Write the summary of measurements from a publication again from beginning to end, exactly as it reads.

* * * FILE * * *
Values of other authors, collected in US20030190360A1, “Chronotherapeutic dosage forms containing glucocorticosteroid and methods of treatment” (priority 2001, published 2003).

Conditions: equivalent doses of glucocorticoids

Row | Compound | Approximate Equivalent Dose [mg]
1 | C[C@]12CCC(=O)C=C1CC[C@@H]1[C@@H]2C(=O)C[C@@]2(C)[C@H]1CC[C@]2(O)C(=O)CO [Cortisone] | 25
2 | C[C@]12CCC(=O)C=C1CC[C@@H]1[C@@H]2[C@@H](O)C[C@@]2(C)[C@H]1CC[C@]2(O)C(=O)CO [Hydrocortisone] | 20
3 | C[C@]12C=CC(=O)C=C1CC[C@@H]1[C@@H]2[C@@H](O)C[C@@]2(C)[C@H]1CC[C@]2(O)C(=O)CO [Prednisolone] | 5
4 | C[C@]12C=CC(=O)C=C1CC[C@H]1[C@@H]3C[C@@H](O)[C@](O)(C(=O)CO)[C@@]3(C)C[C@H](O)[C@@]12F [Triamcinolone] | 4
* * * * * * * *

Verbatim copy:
Values of other authors, collected in US20030190360A1, “Chronotherapeutic dosage forms containing glucocorticosteroid and methods of treatment” (priority 2001, published 2003).

Conditions: equivalent doses of glucocorticoids

Row | Compound | Approximate Equivalent Dose [mg]
1 | C[C@]12CCC(=O)C=C1CC[C@@H]1[C@@H]2C(=O)C[C@@]2(C)[C@H]1CC[C@]2(O)C(=O)CO [Cortisone] | 25
2 | C[C@]12CCC(=O)C=C1CC[C@@H]1[C@@H]2[C@@H](O)C[C@@]2(C)[C@H]1CC[C@]2(O)C(=O)CO [Hydrocortisone] | 20
3 | C[C@]12C=CC(=O)C=C1CC[C@@H]1[C@@H]2[C@@H](O)C[C@@]2(C)[C@H]1CC[C@]2(O)C(=O)CO [Prednisolone] | 5
4 | C[C@]12C=CC(=O)C=C1CC[C@H]1[C@@H]3C[C@@H](O)[C@](O)(C(=O)CO)[C@@]3(C)C[C@H](O)[C@@]12F [Triamcinolone] | 4